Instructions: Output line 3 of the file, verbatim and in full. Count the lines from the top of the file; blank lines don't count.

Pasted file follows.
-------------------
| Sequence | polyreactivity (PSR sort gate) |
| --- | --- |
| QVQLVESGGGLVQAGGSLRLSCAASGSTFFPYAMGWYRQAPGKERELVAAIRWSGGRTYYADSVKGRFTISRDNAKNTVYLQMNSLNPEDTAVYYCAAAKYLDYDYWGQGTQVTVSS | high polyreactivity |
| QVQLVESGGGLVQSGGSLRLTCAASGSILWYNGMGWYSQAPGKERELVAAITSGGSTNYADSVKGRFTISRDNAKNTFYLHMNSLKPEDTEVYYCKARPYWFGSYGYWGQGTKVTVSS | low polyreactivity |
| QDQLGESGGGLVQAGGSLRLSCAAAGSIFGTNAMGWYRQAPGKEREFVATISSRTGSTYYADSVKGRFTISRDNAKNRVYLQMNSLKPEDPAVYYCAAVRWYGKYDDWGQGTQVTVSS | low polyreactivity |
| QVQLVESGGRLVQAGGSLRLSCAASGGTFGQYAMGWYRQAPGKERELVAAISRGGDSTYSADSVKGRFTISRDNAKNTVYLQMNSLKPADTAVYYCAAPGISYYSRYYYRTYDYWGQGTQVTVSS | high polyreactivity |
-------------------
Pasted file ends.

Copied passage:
| QVQLVESGGGLVQAGGSLRLSCAASGSTFFPYAMGWYRQAPGKERELVAAIRWSGGRTYYADSVKGRFTISRDNAKNTVYLQMNSLNPEDTAVYYCAAAKYLDYDYWGQGTQVTVSS | high polyreactivity |